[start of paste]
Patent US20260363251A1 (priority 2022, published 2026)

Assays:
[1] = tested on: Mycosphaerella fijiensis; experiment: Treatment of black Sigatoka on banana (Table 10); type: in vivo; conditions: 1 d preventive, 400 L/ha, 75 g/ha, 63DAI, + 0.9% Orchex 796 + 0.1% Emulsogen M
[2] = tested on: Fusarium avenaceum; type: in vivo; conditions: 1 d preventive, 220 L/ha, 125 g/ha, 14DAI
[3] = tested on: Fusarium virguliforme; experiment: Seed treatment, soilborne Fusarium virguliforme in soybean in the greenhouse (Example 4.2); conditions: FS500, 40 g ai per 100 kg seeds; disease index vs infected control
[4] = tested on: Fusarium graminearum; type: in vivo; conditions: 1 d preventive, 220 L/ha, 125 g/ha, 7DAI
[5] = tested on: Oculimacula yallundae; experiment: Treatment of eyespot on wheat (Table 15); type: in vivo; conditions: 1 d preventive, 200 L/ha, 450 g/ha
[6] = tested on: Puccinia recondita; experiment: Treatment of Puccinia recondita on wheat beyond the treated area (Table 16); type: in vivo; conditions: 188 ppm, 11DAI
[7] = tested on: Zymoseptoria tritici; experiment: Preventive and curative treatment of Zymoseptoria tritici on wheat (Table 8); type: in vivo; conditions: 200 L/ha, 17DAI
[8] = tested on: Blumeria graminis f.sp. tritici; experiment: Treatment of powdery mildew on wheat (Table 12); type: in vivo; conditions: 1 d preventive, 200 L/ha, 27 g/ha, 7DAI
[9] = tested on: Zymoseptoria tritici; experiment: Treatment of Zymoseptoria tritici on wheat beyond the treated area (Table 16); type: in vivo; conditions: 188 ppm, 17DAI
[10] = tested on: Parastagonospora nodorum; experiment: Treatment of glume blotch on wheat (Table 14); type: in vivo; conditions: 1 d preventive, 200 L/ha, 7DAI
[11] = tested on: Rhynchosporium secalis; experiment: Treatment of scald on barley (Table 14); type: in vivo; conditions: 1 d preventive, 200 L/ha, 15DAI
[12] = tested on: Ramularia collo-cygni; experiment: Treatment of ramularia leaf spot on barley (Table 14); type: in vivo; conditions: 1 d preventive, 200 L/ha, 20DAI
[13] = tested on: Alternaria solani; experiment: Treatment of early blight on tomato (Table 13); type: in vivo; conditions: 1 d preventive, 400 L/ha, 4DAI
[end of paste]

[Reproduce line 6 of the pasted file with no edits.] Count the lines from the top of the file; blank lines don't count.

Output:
[4] = tested on: Fusarium graminearum; type: in vivo; conditions: 1 d preventive, 220 L/ha, 125 g/ha, 7DAI